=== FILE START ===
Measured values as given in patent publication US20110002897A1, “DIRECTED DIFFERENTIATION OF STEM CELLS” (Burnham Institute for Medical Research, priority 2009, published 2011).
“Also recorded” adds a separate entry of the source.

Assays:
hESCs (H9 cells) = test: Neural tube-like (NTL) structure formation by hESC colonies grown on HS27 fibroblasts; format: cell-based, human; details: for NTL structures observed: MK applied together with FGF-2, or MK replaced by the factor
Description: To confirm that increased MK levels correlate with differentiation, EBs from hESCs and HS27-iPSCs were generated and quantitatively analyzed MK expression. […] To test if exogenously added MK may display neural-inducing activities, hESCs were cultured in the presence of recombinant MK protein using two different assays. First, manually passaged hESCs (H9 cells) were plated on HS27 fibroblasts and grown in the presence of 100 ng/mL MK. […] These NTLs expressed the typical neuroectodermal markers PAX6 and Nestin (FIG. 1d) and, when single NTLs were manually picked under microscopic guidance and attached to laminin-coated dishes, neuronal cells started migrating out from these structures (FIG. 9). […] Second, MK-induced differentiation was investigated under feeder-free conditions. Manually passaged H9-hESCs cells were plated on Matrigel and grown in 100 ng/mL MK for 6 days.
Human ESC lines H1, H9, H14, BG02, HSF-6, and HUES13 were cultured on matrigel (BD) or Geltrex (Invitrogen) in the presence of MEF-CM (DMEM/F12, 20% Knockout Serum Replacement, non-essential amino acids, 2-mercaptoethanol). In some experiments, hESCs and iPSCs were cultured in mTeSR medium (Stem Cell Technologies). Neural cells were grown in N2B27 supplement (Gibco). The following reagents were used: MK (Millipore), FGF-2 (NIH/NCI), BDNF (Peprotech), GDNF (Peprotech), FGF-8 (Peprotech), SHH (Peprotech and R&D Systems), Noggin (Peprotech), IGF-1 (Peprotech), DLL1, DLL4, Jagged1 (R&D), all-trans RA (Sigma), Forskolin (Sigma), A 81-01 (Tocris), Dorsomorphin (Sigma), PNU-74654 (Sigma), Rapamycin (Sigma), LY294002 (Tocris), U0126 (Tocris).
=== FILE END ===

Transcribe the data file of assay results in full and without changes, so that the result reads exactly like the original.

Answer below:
Measured values as given in patent publication US20110002897A1, “DIRECTED DIFFERENTIATION OF STEM CELLS” (Burnham Institute for Medical Research, priority 2009, published 2011).
“Also recorded” adds a separate entry of the source.

Assays:
hESCs (H9 cells) = test: Neural tube-like (NTL) structure formation by hESC colonies grown on HS27 fibroblasts; format: cell-based, human; details: for NTL structures observed: MK applied together with FGF-2, or MK replaced by the factor
Description: To confirm that increased MK levels correlate with differentiation, EBs from hESCs and HS27-iPSCs were generated and quantitatively analyzed MK expression. […] To test if exogenously added MK may display neural-inducing activities, hESCs were cultured in the presence of recombinant MK protein using two different assays. First, manually passaged hESCs (H9 cells) were plated on HS27 fibroblasts and grown in the presence of 100 ng/mL MK. […] These NTLs expressed the typical neuroectodermal markers PAX6 and Nestin (FIG. 1d) and, when single NTLs were manually picked under microscopic guidance and attached to laminin-coated dishes, neuronal cells started migrating out from these structures (FIG. 9). […] Second, MK-induced differentiation was investigated under feeder-free conditions. Manually passaged H9-hESCs cells were plated on Matrigel and grown in 100 ng/mL MK for 6 days.
Human ESC lines H1, H9, H14, BG02, HSF-6, and HUES13 were cultured on matrigel (BD) or Geltrex (Invitrogen) in the presence of MEF-CM (DMEM/F12, 20% Knockout Serum Replacement, non-essential amino acids, 2-mercaptoethanol). In some experiments, hESCs and iPSCs were cultured in mTeSR medium (Stem Cell Technologies). Neural cells were grown in N2B27 supplement (Gibco). The following reagents were used: MK (Millipore), FGF-2 (NIH/NCI), BDNF (Peprotech), GDNF (Peprotech), FGF-8 (Peprotech), SHH (Peprotech and R&D Systems), Noggin (Peprotech), IGF-1 (Peprotech), DLL1, DLL4, Jagged1 (R&D), all-trans RA (Sigma), Forskolin (Sigma), A 81-01 (Tocris), Dorsomorphin (Sigma), PNU-74654 (Sigma), Rapamycin (Sigma), LY294002 (Tocris), U0126 (Tocris).